He does still remember how to make those bangers, however, as he proves on “SKITZO,” a track which features trap legend Young Thug and several beat switches. The track begins with an uptempo trap beat and finishes as a soulful boom-bap record that flows well into the next track, “LOST FOREVER” featuring Westside Gunn. One of the underground scene’s most exciting offerings, Gunn boasts a unique voice and flow that were once considered out of style. He is a callback to a past era, whereas Travis has always thrived on sounding futuristic and out-of-this-world. This contradiction between the two makes for a wonderful surprise when they display great chemistry over a haunting beat that features both production and a sample from singer-songwriter James Blake. Against all odds, Scott and Gunn combine for one of the album’s best tracks late in its runtime.

Next up is a pair of dance- and reggaeton-inspired tracks, namely “LOOOVE” and “K-POP,” which boast features from Kid Cudi, Bad Bunny, and The Weeknd between them. These tracks fit in nicely thanks to “DELRESTO,” which set the precedent for this sound on UTOPIA. They’re fine, but slightly disappointing – particularly “K-POP,” which was the album’s lead single and feels like it’s just there to collect Bad Bunny streams.

What follows is the album’s penultimate track and clearly one of its best. “TELEKINESIS” sees Travis and collaborator Future rapping about their ability to see the future and overcome their trauma through music. As the track builds, we get quality, expressive vocal performances from both Future and Trav before R&B star SZA comes in at the song’s emotional climax with one of the better performances of her career. Travis layers his vocals under SZA’s as trumpets sound in the background, and what follows is a beautiful final verse where SZA is allowed to air out her own dirty laundry and express her trauma as well. This song is one of few on the album that doesn’t feel like a Yeezus throwaway, a half-hearted dance tune, or RapCaviar fodder. It is something all its own, and finally provides the catharsis that Travis has been failing to provide for over an hour at this point.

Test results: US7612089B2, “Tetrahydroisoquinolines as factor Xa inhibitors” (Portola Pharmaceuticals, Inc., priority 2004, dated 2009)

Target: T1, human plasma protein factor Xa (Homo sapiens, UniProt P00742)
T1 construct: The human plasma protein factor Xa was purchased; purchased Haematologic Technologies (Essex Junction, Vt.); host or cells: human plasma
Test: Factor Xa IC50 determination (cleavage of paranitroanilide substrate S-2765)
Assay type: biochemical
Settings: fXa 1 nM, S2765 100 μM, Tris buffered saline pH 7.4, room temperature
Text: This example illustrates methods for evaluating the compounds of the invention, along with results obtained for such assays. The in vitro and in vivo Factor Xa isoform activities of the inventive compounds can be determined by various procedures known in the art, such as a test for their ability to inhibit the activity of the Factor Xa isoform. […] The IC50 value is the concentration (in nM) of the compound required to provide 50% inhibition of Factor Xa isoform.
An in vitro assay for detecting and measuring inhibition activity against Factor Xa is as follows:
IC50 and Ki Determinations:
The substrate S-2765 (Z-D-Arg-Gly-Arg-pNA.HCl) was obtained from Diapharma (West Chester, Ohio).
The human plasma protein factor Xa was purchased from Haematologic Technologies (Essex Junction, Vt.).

Then Travis brings back 21 Savage and James Blake for the album’s final track, “TIL FURTHER NOTICE,” which features production from Metro Boomin. 21, who rarely delivers a bad feature, opens with a poorly written verse about a toxic relationship that pales in comparison to his previous appearance on the record. Travis also uses his verse to express the pain a past relationship has caused him, while Blake lends his haunting vocals to a hook that serves as the track’s only highlight. While the list of artists working on this track seemed promising, the song itself ends up feeling entirely out of place and fails to wrap up the album in the way that an outro should. With “TELEKINESIS” sitting right there, it’s a complete mystery as to why this song was chosen as UTOPIA’s final track.

Ultimately, UTOPIA should be remembered as a cautionary tale: an album full of hits that is insistent on killing its own momentum by trying to be thought-provoking without success. It had other missteps as well – Travis wore his influences on his sleeve to a detrimental degree and perhaps the tracklist could have been organized a little better – but the constant attempts at introspection are what really hold this record back. Of course it’s important to try and evolve throughout one’s career, but after this record, someone needs to step in and tell Travis he should stick to making hits. He’s really good at it.

Photo Credits: The Fader